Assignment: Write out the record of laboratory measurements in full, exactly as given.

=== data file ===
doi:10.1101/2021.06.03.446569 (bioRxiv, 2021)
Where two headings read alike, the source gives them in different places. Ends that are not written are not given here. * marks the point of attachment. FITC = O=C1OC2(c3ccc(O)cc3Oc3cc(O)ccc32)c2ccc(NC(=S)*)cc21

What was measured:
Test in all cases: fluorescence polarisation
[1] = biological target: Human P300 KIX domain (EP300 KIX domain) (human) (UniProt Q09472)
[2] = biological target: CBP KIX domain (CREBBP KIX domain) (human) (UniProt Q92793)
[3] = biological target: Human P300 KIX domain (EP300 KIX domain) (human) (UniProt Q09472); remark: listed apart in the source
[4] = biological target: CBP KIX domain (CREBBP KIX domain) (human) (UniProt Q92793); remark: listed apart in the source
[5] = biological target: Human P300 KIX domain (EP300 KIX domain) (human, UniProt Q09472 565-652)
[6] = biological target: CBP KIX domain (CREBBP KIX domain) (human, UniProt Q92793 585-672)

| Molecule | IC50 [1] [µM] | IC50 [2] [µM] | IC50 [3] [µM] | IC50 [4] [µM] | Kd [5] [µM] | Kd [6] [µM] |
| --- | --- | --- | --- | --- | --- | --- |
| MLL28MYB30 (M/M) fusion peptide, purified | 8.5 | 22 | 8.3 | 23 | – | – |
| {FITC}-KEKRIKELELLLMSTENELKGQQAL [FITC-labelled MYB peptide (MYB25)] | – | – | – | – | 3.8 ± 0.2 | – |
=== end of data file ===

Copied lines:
doi:10.1101/2021.06.03.446569 (bioRxiv, 2021)
Where two headings read alike, the source gives them in different places. Ends that are not written are not given here. * marks the point of attachment. FITC = O=C1OC2(c3ccc(O)cc3Oc3cc(O)ccc32)c2ccc(NC(=S)*)cc21

What was measured:
Test in all cases: fluorescence polarisation
[1] = biological target: Human P300 KIX domain (EP300 KIX domain) (human) (UniProt Q09472)
[2] = biological target: CBP KIX domain (CREBBP KIX domain) (human) (UniProt Q92793)
[3] = biological target: Human P300 KIX domain (EP300 KIX domain) (human) (UniProt Q09472); remark: listed apart in the source
[4] = biological target: CBP KIX domain (CREBBP KIX domain) (human) (UniProt Q92793); remark: listed apart in the source
[5] = biological target: Human P300 KIX domain (EP300 KIX domain) (human, UniProt Q09472 565-652)
[6] = biological target: CBP KIX domain (CREBBP KIX domain) (human, UniProt Q92793 585-672)

| Molecule | IC50 [1] [µM] | IC50 [2] [µM] | IC50 [3] [µM] | IC50 [4] [µM] | Kd [5] [µM] | Kd [6] [µM] |
| --- | --- | --- | --- | --- | --- | --- |
| MLL28MYB30 (M/M) fusion peptide, purified | 8.5 | 22 | 8.3 | 23 | – | – |
| {FITC}-KEKRIKELELLLMSTENELKGQQAL [FITC-labelled MYB peptide (MYB25)] | – | – | – | – | 3.8 ± 0.2 | – |